# Inverse trigonometric function

The inverse trigonometric functions are the inverse functions of the trigonometric functions and are either written as $\arcsin x$, $\arccos x$ and so on, or as $\sin^{-1} x$, $\cos^{-1} x$ and so on.

As none of the trigonometric functions are one-to-one (injective), we cannot take their inverses without first restricting their domains. The domains that are normally chosen give rise to the following inverse trigonometric functions.

Function Domain Range
$y=\sin^{-1} x$ $|x|\le 1$ $-\frac{\pi}{2}\le y\le \frac{\pi}{2}$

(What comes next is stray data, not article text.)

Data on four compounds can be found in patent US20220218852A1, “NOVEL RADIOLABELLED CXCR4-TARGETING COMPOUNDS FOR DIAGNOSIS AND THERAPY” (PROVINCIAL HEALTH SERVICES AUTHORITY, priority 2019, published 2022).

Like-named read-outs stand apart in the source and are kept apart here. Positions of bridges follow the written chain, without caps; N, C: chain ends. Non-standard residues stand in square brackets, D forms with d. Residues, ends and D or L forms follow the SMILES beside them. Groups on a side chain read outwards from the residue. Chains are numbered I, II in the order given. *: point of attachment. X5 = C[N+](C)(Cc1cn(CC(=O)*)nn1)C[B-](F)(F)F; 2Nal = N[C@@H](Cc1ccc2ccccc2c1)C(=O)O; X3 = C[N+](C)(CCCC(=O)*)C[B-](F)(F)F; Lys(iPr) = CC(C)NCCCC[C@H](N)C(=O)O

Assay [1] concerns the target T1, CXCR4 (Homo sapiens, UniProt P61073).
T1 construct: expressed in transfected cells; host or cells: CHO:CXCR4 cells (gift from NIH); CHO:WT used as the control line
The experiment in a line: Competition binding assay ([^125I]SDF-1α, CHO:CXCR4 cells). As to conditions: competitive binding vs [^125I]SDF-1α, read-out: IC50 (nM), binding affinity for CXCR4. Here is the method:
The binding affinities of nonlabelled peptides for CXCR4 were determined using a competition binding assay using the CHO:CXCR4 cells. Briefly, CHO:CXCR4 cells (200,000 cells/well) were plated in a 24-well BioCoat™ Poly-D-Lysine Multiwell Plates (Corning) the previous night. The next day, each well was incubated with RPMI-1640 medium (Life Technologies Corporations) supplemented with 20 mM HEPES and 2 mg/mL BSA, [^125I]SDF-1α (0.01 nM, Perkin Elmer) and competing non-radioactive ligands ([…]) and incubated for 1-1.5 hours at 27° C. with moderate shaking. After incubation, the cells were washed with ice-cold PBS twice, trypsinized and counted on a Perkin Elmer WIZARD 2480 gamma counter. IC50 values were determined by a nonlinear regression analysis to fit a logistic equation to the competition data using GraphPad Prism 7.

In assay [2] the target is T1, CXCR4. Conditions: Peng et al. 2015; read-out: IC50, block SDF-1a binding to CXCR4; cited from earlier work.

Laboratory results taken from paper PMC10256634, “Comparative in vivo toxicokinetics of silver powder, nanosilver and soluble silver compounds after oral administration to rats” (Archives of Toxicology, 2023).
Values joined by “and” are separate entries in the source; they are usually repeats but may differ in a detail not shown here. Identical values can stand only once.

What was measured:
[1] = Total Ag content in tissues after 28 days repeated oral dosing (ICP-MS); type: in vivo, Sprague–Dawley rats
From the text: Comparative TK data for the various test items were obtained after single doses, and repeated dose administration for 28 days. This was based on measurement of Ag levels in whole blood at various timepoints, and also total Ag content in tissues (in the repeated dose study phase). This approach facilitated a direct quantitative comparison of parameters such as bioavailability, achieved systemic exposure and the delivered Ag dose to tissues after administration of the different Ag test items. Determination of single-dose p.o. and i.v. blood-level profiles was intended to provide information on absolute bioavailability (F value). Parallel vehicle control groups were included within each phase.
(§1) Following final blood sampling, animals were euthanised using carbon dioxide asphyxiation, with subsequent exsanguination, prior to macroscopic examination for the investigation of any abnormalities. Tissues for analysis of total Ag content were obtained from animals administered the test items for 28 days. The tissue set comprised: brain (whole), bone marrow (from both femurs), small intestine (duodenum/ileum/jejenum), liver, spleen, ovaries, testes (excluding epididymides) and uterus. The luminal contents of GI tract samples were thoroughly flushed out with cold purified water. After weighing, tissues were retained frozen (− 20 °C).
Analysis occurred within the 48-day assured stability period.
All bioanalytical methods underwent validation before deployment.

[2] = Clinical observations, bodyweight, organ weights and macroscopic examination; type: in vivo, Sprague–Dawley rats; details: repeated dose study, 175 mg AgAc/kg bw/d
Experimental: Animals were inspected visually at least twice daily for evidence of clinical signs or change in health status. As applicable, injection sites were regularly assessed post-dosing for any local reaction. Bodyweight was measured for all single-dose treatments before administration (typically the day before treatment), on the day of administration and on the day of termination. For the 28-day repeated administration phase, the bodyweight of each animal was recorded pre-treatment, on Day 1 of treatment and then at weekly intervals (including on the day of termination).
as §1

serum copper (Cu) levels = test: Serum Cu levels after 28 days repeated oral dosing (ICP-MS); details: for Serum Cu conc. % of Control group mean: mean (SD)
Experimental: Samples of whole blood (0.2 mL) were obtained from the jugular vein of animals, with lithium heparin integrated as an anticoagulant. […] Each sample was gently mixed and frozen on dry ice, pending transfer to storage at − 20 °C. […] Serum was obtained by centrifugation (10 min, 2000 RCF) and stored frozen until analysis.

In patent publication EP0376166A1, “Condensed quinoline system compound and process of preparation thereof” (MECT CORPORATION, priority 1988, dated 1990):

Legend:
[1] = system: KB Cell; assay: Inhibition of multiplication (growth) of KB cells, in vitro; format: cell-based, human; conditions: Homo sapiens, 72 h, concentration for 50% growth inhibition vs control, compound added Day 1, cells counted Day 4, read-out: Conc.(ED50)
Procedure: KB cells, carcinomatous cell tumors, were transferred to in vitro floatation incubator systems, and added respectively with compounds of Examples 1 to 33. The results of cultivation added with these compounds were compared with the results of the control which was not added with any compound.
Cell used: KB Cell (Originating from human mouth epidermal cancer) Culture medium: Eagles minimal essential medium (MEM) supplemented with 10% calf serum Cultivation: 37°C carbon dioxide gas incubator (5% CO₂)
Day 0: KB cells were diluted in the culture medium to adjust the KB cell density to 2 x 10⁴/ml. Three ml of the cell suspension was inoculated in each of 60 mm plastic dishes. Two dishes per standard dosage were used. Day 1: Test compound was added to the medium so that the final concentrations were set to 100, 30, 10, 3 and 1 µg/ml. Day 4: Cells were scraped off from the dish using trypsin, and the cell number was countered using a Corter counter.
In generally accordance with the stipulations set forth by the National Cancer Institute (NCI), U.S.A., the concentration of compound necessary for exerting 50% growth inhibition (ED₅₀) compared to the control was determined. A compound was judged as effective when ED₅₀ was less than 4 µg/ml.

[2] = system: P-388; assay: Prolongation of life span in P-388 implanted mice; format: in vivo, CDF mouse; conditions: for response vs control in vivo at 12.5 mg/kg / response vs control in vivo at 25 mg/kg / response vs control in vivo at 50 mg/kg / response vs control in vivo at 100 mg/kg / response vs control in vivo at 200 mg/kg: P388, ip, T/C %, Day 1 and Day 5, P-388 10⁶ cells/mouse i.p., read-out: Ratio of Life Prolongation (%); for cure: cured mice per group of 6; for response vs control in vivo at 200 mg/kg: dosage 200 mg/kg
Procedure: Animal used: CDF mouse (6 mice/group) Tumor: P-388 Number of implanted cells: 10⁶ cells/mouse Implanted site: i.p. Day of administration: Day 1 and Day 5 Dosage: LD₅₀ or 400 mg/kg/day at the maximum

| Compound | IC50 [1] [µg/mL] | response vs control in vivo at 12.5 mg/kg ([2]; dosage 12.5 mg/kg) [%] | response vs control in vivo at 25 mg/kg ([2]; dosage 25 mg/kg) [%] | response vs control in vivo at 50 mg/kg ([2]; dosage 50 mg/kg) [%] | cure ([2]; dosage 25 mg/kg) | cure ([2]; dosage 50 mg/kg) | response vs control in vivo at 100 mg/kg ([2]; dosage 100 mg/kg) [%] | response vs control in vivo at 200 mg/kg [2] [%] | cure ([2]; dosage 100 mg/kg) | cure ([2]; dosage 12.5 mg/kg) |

$y=\cos^{-1} x$ $|x|\le 1$ $0\le y\le\pi$
$y=\tan^{-1} x$ $x\in\mathbb{R}$ $-\frac{\pi}{2}<y<\frac{\pi}{2}$
$y=\cosec^{-1} x$ $|x|\ge 1$ $-\frac{\pi}{2}\le y\le\frac{\pi}{2}$, $y\ne 0$
$y=\sec^{-1} x$ $|x|\ge 1$ $0\le y\le\pi$, $y\ne\frac{\pi}{2}$
$y=\cot^{-1} x$ $x\in\mathbb{R}$ $0<y<\pi$

The range given in the above table is sometimes called the “principal value range” of the inverse trigonometric function.

So while an equation such as $\tan x = 1$ has infinitely many solutions ($\frac{\pi}{4}$, $\frac{5\pi}{4}$, $-\frac{3\pi}{4}$ and so on), when we write $\tan^{-1}1$, we mean the single value which lies in the principal value range, which in this case is $\frac{\pi}{4}$.